I did not get the scholarship, but I did go to law school, and on more than one occasion I remembered her words. It was true that the ivory-tower ideals of law school often met with the much more gritty reality of what actually happened in court. I realized I was studying about the LEGAL system, not the JUSTICE system. What I learned seemed to confirm my cynical interviewers words: the desire to really do good and oppose injustice is fanciful, naive, immature.

Well, life took me – or should I say God took me – in different directions. First vocational ministry, which I would NEVER have guessed I would land up in. And now, full-time suburban motherhood, which remains a very unexpected outcome in my opinion. I definitely saw myself in the shiny-successful role in the shiny-successful building, rather than behind a sink and using my Mommy voice to explain (again) why my preschooler should not bash his fork into the dining table. But here I am, in full time Mommy zone – a million miles away from law school and career ambitions and the person I thought I would become.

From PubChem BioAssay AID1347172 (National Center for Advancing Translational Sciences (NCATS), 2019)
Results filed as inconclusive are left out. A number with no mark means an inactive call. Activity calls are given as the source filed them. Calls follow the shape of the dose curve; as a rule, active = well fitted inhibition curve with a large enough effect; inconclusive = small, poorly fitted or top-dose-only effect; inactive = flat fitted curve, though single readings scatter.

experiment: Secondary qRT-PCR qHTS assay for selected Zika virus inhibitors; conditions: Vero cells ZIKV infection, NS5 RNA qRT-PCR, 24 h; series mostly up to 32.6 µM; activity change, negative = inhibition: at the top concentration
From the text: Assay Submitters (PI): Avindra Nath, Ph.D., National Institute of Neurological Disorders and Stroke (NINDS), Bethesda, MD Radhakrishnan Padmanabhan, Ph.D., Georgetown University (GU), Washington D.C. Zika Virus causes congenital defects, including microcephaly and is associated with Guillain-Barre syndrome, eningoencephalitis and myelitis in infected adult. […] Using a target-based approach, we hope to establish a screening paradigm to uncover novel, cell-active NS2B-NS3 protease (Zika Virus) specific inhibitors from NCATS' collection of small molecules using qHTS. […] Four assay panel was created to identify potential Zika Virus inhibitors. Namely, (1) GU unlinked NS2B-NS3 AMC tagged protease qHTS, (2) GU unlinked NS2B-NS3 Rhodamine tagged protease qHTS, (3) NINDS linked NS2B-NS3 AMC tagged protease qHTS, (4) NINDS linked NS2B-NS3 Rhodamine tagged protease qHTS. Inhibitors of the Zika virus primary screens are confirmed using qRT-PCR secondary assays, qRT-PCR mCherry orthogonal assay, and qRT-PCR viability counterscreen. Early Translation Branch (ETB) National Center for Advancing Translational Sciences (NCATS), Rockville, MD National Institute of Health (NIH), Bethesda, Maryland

Until recently.

A friend sent me Kristof and WuDunn’s book halftheskyHalf the Sky” and asked my opinion on it. I read it in stolen moments over several weeks, and as the pages turned, so too the wheels in my heart and mind turned. There is still much for me to process in the aftermath of the book, but here’s the beginning of it.

Millions and millions of women in our world are subjected daily to cruel treatment, medical failure, abuse and exploitation. Little girls are sold into sex slavery, girls have their genitals slashed, women die needlessly in childbirth. Women and girls starve to death, because they are considered less important to feed than boys and men. The suffering is deep and widespread. And the impact of undernourished, undervalued, impoverished and uneducated women is borne by community after community, generation after generation.